Do you think we should have a maximum wage for publicly traded companies?

  1. PoliSciMETRODC profile image51
    PoliSciMETRODCposted 9 years ago

    Do you think we should have a maximum wage for publicly traded companies?

    I believe there should be a maximum wage for publicly traded companies, one economist believes $10 million should be the maximum wage which to me is still high but better than the $557 million that the highest paid CEO gets as total yearly compensation. Another option that might work better for the free market fans would be to break down some of these companies regionally rather then have one company service the whole country or sometimes the whole world. That would help with lowering executive wages and also help with the too big to fail problem.

  2. bvencill profile image52
    bvencillposted 9 years ago

    There are plenty of excellent reasons for not allowing companies to become "too big to fail" besides overpaid CEOs, but that's another rant.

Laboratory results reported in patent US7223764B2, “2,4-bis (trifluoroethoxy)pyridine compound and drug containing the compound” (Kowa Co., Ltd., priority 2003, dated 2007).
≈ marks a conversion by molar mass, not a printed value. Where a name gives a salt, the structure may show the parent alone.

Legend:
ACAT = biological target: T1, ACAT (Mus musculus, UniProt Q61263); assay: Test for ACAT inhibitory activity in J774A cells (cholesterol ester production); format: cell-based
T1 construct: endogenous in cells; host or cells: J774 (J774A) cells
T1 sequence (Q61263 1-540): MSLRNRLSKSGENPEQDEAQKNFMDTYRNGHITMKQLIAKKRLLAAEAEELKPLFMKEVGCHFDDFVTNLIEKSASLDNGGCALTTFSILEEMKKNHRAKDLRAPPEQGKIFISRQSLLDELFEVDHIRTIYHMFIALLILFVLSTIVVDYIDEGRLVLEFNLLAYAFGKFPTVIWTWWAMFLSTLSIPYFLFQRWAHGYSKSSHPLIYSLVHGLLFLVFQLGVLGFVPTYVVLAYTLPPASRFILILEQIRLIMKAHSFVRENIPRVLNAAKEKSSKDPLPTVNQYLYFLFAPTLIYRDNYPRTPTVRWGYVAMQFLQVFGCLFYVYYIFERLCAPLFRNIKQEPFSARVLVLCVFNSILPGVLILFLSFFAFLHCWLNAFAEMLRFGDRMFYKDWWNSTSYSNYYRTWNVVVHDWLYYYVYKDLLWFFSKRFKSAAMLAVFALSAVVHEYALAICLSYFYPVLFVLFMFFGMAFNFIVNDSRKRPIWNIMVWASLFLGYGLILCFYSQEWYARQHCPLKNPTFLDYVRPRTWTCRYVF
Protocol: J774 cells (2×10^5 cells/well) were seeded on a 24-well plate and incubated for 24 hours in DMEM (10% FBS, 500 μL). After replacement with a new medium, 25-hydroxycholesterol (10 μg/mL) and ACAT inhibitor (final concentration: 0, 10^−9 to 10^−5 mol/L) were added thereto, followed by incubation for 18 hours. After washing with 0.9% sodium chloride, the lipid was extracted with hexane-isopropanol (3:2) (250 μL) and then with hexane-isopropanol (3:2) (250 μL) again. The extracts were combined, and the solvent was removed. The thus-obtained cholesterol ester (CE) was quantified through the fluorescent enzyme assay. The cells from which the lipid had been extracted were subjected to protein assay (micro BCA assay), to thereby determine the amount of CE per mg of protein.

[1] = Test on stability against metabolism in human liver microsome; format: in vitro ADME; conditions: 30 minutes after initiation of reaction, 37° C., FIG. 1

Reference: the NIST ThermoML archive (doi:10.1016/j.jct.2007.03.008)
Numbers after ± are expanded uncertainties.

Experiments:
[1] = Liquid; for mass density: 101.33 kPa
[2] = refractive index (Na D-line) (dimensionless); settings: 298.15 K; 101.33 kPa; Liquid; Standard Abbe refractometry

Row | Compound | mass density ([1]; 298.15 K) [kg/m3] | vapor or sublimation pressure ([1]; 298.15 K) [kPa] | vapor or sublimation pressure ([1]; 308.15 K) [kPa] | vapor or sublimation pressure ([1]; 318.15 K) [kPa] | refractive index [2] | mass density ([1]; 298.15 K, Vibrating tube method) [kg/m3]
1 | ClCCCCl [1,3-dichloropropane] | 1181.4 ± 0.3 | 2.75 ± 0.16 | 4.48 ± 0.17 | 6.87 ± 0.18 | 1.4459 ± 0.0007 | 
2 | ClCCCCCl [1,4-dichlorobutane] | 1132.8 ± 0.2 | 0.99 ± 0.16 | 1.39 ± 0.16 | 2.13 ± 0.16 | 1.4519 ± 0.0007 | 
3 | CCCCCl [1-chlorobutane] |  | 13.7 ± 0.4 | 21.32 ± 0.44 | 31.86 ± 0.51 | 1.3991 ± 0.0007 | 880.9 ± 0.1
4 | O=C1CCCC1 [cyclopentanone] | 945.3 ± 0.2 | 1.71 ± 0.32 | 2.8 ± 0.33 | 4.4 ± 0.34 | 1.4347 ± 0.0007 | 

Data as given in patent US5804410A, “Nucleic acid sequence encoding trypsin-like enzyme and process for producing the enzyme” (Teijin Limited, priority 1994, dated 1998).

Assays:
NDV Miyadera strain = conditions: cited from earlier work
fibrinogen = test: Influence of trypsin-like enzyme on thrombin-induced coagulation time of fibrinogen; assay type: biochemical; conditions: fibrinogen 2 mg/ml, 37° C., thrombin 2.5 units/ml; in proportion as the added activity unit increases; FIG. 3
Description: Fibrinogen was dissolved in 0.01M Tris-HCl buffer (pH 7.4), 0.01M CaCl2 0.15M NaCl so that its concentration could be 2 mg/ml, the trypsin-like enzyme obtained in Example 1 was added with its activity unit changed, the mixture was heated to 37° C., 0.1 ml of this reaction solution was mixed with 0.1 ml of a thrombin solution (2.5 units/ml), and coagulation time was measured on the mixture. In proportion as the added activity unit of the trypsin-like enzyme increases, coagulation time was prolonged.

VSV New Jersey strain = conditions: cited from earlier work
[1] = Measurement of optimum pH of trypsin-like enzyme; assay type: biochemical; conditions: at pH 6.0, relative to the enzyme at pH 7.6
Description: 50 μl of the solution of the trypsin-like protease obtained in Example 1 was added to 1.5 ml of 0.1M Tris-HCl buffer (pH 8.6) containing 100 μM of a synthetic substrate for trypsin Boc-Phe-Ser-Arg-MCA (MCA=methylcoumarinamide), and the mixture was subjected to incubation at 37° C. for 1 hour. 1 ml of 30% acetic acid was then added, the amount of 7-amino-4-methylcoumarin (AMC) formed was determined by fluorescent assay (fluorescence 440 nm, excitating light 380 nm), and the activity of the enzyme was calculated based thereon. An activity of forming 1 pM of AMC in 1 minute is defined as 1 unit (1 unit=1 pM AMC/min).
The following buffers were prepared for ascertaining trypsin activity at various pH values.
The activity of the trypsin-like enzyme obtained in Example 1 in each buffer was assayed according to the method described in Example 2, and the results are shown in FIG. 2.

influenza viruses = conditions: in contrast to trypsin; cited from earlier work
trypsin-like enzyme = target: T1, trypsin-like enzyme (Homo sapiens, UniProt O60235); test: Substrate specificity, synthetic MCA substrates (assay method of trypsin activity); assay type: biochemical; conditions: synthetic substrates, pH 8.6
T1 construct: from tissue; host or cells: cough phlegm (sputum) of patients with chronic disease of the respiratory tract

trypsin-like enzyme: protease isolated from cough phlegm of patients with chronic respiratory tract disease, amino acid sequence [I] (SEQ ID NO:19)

I, personally, don't support the idea of a maximum wage because I think that companies should be able to offer what they think they need to offer in order to attract the best talent available to them. 

    Frequently, the CEOs making the most money are the ones running failing corporations.  Seems unjustifiable at first, but shouldn't a CEO working 80 hours a week to turn around a hot mess make more than someone who can turn big profits without breaking a sweat?

    Also, you have to consider that the bulk of CEO's earnings are usually bonuses based on performance and unrealized capital gains from stock options that come largely from the increased value that their leadership caused.

    Even when companies are tanking and CEOs are taking home multi-million dollar bonuses, it may be the judgment of the board of directors that their CEO is still the right man for the job and big bonuses may be what it takes to keep him from seeking greener pastures.  And it's worthwhile to ask whether the company's poor performance is really the CEO's fault.  Did buggy-whip factories fail because of poor management?

    Ultimately it is the board of directors who sets the salary for the CEO and other top executives, and they are elected by shareholders, which seems fair to me.  The tragedy is that shareholders tend to look for short-term stock gains rather than long-term viability, and to that end, they get what they pay for.


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